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Mention the name Shay Griffin to one of the growing number of Atlanta-based actors, directors, producers and others in film work, and you’re liable to get an “oh yeah,” and a knowing smile.

It’s a reaction born of deep personal respect for a true mover and shaker in the local on-screen scene. The longtime talent agent and casting director is deeply enmeshed in Georgia’s people and landscape—and its place in the movie and TV industry. Decades of her tireless work has jump started the careers of hundreds of Atlanta and Georgia performers. Along the way, she helped revive the state’s moribund film industry.

Opening her talent agency in Atlanta in the late ’70s then moving to casting work in the late ’80s gave Griffin multiple platforms from which to help Georgia-grown performers. She’s an unabashed fan of our state’s performing arts talent pool and says the move to casting came about “because I needed a different challenge and a better way to help actors get established in the marketplace. I felt like I would be in a better position to create opportunities by working directly with directors and producers.”

Dividing her time between a home in Buckhead and her west Georgia farm, the three-time Emmy nominee for casting felt she’d settled into a sweet spot–until the industry began drying up around her in the early 2000s, with less and less Hollywood work coming here.

“We began to realize around 2006 and 2007 that we weren’t going to be in business much longer,” she says, noting that other states had become more adept at dishing up economic incentives to Hollywood and luring productions.

With onscreen work on the ropes, she became the founding director of the Georgia Production Partnership that put together a revival plan and hired a lobbyist to pitch for the industry. She says that convinced then-governor Sonny Perdue to put a film advisory commission together and bring her aboard. Talk started to bubble up about getting the legislature to pass tax credits that would put the state back in the game.

“Governor Perdue challenged us to sell that idea to him and to the legislature,” she says. “So we became politicians.” In the process, the group shaped what the tax incentives would look like, which resulted in the Georgia peach and mention of the state film office frequently seen when the credits roll.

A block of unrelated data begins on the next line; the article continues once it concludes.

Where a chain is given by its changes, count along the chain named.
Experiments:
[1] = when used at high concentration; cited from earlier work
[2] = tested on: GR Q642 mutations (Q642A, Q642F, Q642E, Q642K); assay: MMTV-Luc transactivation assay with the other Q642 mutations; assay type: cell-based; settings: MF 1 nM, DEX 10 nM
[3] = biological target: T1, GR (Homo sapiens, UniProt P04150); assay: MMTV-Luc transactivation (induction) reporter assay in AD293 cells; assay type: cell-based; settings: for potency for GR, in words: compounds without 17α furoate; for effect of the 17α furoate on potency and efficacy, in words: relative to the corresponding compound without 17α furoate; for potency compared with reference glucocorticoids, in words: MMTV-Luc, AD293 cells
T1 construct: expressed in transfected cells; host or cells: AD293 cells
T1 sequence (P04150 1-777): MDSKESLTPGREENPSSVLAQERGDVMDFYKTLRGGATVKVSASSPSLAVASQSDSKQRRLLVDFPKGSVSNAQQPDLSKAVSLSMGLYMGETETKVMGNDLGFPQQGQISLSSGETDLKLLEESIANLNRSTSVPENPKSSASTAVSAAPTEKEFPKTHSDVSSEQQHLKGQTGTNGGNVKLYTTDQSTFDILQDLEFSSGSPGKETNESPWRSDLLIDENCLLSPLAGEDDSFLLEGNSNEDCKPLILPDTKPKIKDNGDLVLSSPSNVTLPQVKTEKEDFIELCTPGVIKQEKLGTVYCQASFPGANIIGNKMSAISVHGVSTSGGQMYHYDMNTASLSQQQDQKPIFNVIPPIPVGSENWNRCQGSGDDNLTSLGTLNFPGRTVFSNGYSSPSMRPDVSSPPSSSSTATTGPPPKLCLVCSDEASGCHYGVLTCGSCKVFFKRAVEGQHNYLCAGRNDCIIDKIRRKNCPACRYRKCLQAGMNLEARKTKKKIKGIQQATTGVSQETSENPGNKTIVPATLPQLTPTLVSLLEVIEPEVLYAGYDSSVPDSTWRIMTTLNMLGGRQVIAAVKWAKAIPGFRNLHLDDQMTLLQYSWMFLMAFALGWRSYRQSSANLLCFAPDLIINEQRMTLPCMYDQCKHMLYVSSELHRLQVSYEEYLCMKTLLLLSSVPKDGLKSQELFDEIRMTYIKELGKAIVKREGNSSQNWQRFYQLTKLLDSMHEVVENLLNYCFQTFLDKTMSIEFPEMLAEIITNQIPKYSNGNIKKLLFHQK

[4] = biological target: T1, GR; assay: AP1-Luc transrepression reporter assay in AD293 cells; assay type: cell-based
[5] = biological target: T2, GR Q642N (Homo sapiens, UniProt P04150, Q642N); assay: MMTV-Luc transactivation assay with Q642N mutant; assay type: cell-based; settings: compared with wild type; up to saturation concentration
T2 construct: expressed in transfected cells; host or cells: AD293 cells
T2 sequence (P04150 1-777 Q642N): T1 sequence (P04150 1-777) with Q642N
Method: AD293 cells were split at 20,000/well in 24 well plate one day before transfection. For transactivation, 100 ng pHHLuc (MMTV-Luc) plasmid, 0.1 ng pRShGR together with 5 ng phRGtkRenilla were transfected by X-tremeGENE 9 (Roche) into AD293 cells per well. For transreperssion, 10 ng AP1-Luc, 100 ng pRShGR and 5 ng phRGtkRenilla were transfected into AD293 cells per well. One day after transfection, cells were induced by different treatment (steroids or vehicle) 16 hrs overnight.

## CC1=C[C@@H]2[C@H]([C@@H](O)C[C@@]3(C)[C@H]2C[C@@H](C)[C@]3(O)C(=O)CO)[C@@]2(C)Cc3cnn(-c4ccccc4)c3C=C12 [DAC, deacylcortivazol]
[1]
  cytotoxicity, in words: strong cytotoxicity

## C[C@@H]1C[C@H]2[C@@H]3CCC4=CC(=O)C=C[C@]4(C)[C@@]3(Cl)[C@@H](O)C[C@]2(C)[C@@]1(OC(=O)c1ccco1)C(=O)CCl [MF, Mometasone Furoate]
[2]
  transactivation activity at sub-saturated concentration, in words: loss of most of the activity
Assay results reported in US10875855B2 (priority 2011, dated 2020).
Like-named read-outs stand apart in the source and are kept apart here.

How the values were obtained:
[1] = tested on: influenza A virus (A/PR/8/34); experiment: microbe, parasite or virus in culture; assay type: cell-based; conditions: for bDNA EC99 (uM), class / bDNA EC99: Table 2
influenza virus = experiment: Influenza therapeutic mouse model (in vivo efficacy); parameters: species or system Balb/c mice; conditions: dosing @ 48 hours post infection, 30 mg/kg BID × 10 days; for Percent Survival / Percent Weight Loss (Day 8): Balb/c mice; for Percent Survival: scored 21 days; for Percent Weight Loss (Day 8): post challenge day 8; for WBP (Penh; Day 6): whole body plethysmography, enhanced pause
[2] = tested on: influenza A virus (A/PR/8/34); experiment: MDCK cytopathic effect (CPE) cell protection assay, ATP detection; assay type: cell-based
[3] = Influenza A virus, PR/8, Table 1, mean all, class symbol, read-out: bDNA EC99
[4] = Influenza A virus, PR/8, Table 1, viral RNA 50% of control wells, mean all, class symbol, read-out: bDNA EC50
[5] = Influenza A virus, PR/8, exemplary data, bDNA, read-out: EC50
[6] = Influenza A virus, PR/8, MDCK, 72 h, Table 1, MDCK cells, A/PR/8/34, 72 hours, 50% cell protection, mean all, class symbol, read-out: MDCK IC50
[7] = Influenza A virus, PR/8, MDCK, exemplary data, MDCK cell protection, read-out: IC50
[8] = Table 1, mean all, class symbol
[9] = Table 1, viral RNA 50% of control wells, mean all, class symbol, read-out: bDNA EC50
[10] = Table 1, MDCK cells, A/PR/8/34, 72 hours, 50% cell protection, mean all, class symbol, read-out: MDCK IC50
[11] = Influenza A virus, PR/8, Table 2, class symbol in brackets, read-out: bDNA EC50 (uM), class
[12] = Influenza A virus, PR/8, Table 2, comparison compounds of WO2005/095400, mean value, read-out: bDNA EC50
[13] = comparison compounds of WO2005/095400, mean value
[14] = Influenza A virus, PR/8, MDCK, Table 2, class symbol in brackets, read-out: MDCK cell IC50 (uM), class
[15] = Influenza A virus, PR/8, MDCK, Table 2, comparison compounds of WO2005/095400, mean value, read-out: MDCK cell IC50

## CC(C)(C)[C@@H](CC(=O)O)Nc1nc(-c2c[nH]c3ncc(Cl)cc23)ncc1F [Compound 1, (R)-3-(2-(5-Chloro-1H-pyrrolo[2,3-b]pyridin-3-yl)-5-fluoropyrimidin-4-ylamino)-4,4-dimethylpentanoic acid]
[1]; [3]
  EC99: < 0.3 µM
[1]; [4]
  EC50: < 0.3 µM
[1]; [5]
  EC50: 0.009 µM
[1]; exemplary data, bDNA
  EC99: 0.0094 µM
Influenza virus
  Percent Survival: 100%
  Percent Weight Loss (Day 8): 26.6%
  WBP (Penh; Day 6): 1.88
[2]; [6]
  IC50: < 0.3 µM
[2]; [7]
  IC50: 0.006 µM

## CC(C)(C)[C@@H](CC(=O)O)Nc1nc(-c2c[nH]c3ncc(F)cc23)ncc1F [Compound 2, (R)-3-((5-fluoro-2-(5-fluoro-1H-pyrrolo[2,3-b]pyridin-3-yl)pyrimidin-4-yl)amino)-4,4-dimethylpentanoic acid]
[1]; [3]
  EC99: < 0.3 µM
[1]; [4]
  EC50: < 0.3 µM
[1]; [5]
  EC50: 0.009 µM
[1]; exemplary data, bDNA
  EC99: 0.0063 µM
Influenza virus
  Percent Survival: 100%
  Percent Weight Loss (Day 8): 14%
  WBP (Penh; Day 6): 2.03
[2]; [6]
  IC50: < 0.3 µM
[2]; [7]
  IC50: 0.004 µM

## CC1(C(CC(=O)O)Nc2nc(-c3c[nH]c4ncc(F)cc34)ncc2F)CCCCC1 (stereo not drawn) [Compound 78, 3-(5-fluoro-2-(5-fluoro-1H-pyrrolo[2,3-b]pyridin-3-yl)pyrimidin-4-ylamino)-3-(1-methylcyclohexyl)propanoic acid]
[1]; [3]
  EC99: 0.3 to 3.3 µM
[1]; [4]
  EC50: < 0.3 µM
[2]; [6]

The lobbying, the buttonholing and gumshoe-level work paid off in 2008 when the General Assembly approved and Perdue signed a package of generous tax credits. And lo and behold, the floodgates opened. Griffin says the legislation “worked beyond our greatest expectations. We had a 5-year plan and goals as to how the business would grow. We met that in 6 months.”

State officials now call film and TV work here a $7 billion industry, and a pleased Griffin has watched the state’s role evolve from being mostly a location-shooting spot to a full-fledged industry with major studio facilities, casting companies, equipment providers and other supporting superstructure.

The next step?

“We are really working hard to get independent production going. If we can be the people who put the story on the screen, we’re not just a location spot; we’re a production state.”

Griffin is involved with a group putting together an independent production firm, even as casting work continues to be a labor of love. While most auditions are recorded nowadays, Griffin prefers the in-person approach, where actors come in and swing for the bleachers, and she appraises with a critical eye, looking for that spot-on read that matches a pending role. Her approach, which starts with the Georgia talent pool, seemingly works like a charm both with producers and directors relying on her judgment calls, the performers themselves.

She says the careers of such steady, productive actors as Walton Goggins, Kyle Chandler and Ray McKinnon (who had high-profile roles in The Blind Side and O Brother, Where Art Thou, among other productions) started with her casting eye.

“Good casting is an art,” she says, “It’s never been a numbers game. It’s the casting director who really does try to understand what a director will need for a project and gives the director a choice of people who will bring a character to life.

“I’ve always said that the most exciting thing is to watch a role get up off a page and become a true part of a film.”

MOVIE: Sully, 2016
ACTOR: Brett Rice

MOVIE: Billy Lynn’s Long Halftime Walk, 2016
ACTRESS: Laura Lundy Wheale

MOVIE: Paris Trout, 1991
ACTOR: Ray McKinnon
CHARACTER: Carl Bonner

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